Would a new MBA 11" i5 or i7 match an Early 2011 MBP 2.3 i7 for performance?

Discussion in 'MacBook Air' started by Ianblackburn, Jul 16, 2014.

  1. Ianblackburn macrumors member

    Joined:
    Feb 21, 2011
    #1
    I am considering changing to an MBA for the portability.

    I currently have a MBP Early 2011 15" with 8GB, 512 SSD core i7 2.3 which I would pass on. I mostly use this connected to a Thunderbolt display and have been using a PC laptop or iPad on travels.

    However I would prefer a MBA for travelling and would also connect this to the Thunderbolt display when at my desk.

    So my question is: If I make the swap to 11" MBA i5 would I take a big drop in performance and is the same true of the MBA i7 upgrade?

    Cheers

    Ian
     
  2. ItHurtsWhenIP macrumors 6502

    Joined:
    Aug 20, 2013
    Location:
    'Merica!
    #2
    I seriously doubt a 2011 i7 is better than a 2013/14 i5...but, if you want to be safe, just get the new i7.
     
  3. capathy21 macrumors 65816

    capathy21

    Joined:
    Jun 16, 2014
    Location:
    Houston, Texas
    #3
    I would think the current i5 would be on par with the older i7 for the most part.
     
  4. mripadmini macrumors regular

    Joined:
    Aug 24, 2013
    #4
    get the i7 because it is more powerful so when you do need the power you have it.
     
  5. mad3inch1na macrumors 6502a

    Joined:
    Oct 21, 2013
    #5
    The i7 MBA will be about 61% the speed of your old processor, the i5 MBA will be about 53% the speed of your old processor. This is assuming you are utilizing all 8 virtual cores. Programs that do not utilize all the virtual cores will perform about the same on both computers, so if you are just using consumer programs this will not hurt your performance, and the i7 may have higher performance for programs using 1-2 cores (although you can't get too much kick out of Safari anyways). If you use your MBP for professional programs, you will notice a hit to performance, and will want the i7, even though it will perform significantly worse. If not, then the MBA in either the i5 or i7 is a perfect consumer computer, and you probably do not need the i7.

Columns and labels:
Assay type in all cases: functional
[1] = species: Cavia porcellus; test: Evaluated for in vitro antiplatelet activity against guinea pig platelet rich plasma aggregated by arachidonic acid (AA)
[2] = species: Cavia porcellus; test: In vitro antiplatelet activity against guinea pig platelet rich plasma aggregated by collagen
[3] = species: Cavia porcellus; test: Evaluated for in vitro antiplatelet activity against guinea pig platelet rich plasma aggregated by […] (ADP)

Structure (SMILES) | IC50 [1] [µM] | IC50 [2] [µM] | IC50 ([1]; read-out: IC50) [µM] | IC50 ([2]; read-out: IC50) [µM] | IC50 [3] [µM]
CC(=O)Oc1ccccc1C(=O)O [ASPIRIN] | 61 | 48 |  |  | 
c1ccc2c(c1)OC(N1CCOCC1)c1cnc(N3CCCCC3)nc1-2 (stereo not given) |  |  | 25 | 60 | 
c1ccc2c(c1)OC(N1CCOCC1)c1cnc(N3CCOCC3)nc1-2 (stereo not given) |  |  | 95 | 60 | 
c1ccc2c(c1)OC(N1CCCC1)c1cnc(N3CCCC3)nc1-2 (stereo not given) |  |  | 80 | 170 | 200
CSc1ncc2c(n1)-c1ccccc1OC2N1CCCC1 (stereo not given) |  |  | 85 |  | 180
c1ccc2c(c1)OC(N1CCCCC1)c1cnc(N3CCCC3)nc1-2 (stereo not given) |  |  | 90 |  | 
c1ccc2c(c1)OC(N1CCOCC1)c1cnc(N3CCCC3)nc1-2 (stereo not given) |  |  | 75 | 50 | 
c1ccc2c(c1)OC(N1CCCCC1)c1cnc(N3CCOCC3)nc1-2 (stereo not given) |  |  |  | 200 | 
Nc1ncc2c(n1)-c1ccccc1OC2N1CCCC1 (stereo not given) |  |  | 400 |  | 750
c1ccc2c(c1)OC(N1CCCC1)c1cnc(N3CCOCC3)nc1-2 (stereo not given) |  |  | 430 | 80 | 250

Matt
     
  6. yosemit macrumors regular

    Joined:
    Jul 19, 2013
    #7
    Second this. For daily usage, assuming limited parallel processing, a 2013/2014 i7 MBA is faster than a 2011 i7 MBP. The difference should be visible because the MBA also has faster SSD and DRAM.

    For workloads that can utilize all four cores and the discrete GPU (assume there is one), the 2011 i7 MBP still wins comfortably.

     
  7. MarvinHC macrumors 6502a

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    Jan 9, 2014
    Location:
    Shanghai, PRC
  8. Naimfan macrumors 68040

    Naimfan

    Joined:
    Jan 15, 2003
    #9
    It depends on what you do, and whether you benefit from having more processing cores.

    Since you have a SSD in your MBP, you won't notice any difference in day to day usage. If you run software that takes advantage of all 8 cores (4 physical; 4 virtual), your MBP will leave even the fastest (2 physical cores; 2 virtual) MBA for dead.

    Also - beware relying on synthetic benchmarks. Geekbench, in particular, will understate the processing power advantage of your current MBP because it tests in a burst, as opposed to a sustained test.
     

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